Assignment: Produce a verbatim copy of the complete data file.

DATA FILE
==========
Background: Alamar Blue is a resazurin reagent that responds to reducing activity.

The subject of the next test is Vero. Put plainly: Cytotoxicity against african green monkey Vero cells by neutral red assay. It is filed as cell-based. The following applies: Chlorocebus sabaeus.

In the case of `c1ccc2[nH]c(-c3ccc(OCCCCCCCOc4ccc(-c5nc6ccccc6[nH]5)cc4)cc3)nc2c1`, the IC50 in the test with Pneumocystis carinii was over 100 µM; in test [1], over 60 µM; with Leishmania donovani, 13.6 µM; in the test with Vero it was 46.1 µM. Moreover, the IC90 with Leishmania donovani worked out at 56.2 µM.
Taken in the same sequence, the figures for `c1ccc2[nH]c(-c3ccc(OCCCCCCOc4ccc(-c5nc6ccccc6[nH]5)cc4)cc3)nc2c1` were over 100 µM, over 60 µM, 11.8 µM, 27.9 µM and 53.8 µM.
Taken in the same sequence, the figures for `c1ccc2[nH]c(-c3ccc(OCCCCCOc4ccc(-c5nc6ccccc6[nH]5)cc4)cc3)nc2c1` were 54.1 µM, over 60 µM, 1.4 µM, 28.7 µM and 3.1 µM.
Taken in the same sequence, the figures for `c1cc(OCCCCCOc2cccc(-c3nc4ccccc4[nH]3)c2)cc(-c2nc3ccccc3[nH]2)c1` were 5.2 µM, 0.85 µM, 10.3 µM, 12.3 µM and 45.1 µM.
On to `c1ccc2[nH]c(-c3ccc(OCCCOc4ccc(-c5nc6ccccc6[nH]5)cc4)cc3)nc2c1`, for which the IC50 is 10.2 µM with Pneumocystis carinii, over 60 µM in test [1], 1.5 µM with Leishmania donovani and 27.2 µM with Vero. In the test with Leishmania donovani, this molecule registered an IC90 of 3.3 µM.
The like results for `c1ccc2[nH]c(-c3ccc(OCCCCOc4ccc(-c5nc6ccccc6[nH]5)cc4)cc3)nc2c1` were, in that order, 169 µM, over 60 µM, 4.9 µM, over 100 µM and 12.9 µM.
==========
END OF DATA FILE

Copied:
Background: Alamar Blue is a resazurin reagent that responds to reducing activity.

The subject of the next test is Vero. Put plainly: Cytotoxicity against african green monkey Vero cells by neutral red assay. It is filed as cell-based. The following applies: Chlorocebus sabaeus.

In the case of `c1ccc2[nH]c(-c3ccc(OCCCCCCCOc4ccc(-c5nc6ccccc6[nH]5)cc4)cc3)nc2c1`, the IC50 in the test with Pneumocystis carinii was over 100 µM; in test [1], over 60 µM; with Leishmania donovani, 13.6 µM; in the test with Vero it was 46.1 µM. Moreover, the IC90 with Leishmania donovani worked out at 56.2 µM.
Taken in the same sequence, the figures for `c1ccc2[nH]c(-c3ccc(OCCCCCCOc4ccc(-c5nc6ccccc6[nH]5)cc4)cc3)nc2c1` were over 100 µM, over 60 µM, 11.8 µM, 27.9 µM and 53.8 µM.
Taken in the same sequence, the figures for `c1ccc2[nH]c(-c3ccc(OCCCCCOc4ccc(-c5nc6ccccc6[nH]5)cc4)cc3)nc2c1` were 54.1 µM, over 60 µM, 1.4 µM, 28.7 µM and 3.1 µM.
Taken in the same sequence, the figures for `c1cc(OCCCCCOc2cccc(-c3nc4ccccc4[nH]3)c2)cc(-c2nc3ccccc3[nH]2)c1` were 5.2 µM, 0.85 µM, 10.3 µM, 12.3 µM and 45.1 µM.
On to `c1ccc2[nH]c(-c3ccc(OCCCOc4ccc(-c5nc6ccccc6[nH]5)cc4)cc3)nc2c1`, for which the IC50 is 10.2 µM with Pneumocystis carinii, over 60 µM in test [1], 1.5 µM with Leishmania donovani and 27.2 µM with Vero. In the test with Leishmania donovani, this molecule registered an IC90 of 3.3 µM.
The like results for `c1ccc2[nH]c(-c3ccc(OCCCCOc4ccc(-c5nc6ccccc6[nH]5)cc4)cc3)nc2c1` were, in that order, 169 µM, over 60 µM, 4.9 µM, over 100 µM and 12.9 µM.